Delingpole: All the Worst People in History Would Have Voted Remain

LONDON, ENGLAND - OCTOBER 23: Pro-EU protesters outside the Houses of Parliament on October 23, 2019 in London, England. MPs voted against the government rushing through their UK withdrawal bill last night, Tuesday. (Photo by Peter Summers/Getty Images)
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‘Scientists’ have ‘proved’ that Brexit voters are genetically inferior to Remain voters.

In other Remainer #FakeNews, a ‘leading professor’ has claimed that Shakespeare would have been a Remainer.

How so? Well apparently — according to this character, René Weis, a Professor of English at UCL — it’s because Shakespeare was ‘open-minded.’ Just like Remainers are. lol.

Meanwhile in the real world, here is the truth: all the worst people in history would have voted for Remain. I know this for a fact because of the answers to a Delingpod quiz I did with my brother Dick Delingpole at the Podcast Live festival a few weekends ago.

To the surprise of no one in the audience, nor indeed to those of us on the stage, it turned out that the historical figures who would have voted Remain included: Hitler, Stalin, Mao, Gary Lineker and — I think — Pol Pot.

And among those who would have voted Leave, I was pleased to learn from the bit of paper I’d scrawled on earlier that day, were: Jesus and Winston Churchill.

Some, I suppose, will accuse me of being ‘divisive’ here. But I make no apologies about this because Brexit is a very divisive issue. It is, indeed, in Britain the greatest political litmus test any of us will take in our lives. (The U.S. equivalent is, of course, whether or not you support Donald Trump).

Unlike party politics, which is often tribal and inherited, Brexit has exposed the real ideological faultlines which divide our society today.

These, roughly, are the ones I outlined here:

We’re winning: the good, decent, sensible, value-creating, hard-working, straight-talking, pub-bantering, piss-taking real people are on the verge of trouncing the politically correct, social-justice-worshipping, humourless, economy-draining, finger-wagging, parasitical nonentities who’ve been ruling the roost these last few years.

And which you can read about it more detail in that excellent piece by Russell Taylor I recommended, called The Real Origins of Brexit.

How can I be so sure that all the worst people in history would have voted Remain? Simple. Because all the worst people in the world today would or have voted Remain. (If you’re American, simply change that for: ‘Voted against Donald Trump.’ It’s the same thing)

And I’m not talking here about the people who voted Remain and have since changed their mind. I’m talking about all the Remoaner hold-outs — John Bercow; head of the Supreme Court Baroness Hale; Dominic Grieve; Ken Clarke; ‘Sir’ Oliver Wetwin; the various QCs of our intellectually corrupt and Brexit-deranged judiciary; everyone at the BBC; and so on — who have decided that the defining issue of their lives and careers, the hill on which they have chosen to die and for which they hope forevermore to be memorialised for having died upon, is their achievement in having chucked a rusty spanner into the wheels and cogs of democracy and having totally broken the system that has been functioning successfully for centuries and which made Britain’s constitutional model the envy of the civilised (and uncivilised) world.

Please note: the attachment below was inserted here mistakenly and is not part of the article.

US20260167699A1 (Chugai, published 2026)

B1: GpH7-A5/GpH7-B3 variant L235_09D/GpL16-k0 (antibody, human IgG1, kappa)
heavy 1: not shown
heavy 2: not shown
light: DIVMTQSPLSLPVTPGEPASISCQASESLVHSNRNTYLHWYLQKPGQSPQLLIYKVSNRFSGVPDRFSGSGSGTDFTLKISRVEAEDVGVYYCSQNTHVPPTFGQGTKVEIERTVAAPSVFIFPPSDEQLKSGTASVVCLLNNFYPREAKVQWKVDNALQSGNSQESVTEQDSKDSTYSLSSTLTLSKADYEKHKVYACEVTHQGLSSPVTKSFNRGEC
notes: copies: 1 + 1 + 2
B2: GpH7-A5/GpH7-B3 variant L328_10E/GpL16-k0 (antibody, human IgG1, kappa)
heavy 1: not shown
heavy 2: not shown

Lest you think I’m exaggerating, here is what historian Robert Tombs has to say on the subject. In a Telegraph piece titled ‘Clio, the muse of history, would despair of what Remainers have done to Parliament’, he writes:

But for the first time since we became a democracy, a large part of the political class, including nearly half of elected MPs, are now resisting the legally expressed decision of the majority. Parliament and the Supreme Court have both acted unconstitutionally, not to defend the will of the people, but to oppose it.

He then goes on:

There is no precedent in our history for this, so we have to accept that we are facing something new. True, there have in the past been people, including MPs, whose higher loyalties were somewhere else. On Nov 5 1605, some tried literally to blow up the whole political system in the hope of a religious counter-revolution. In the Forties and Fifties, some worked for the Soviet Union in the hope of a socialist utopia. But never before have hundreds of MPs worked to undermine the edifice of democratic government.

Think about that. History famously repeats itself. But in this particular instance, there is simply no historical precedent for what the Remainers have done to our country. I’m sure a lot of these wreckers worked hard, went to university, got good degrees, and made huge personal sacrifices in order to get to positions — be they in parliament or the judiciary — where they were able to affect the course of British history. And I’ll bet, when they started out, they imagined that whatever they achieved in life it would be a force for good.

But they haven’t been a force for good, have they, these people? There is nothing remotely good about breaking democracy, defying the will of 17.4 million people, making up new laws ex cathedra and on the hoof (as Tony Blair’s utterly bent, revoltingly biased Supreme Court has managed to do), holding the Prime Minister and the government hostage simply by cheating the system and refusing to allow the general election which traditionally settles such contentious matters, and generally making Britain an international laughing stock, is there?


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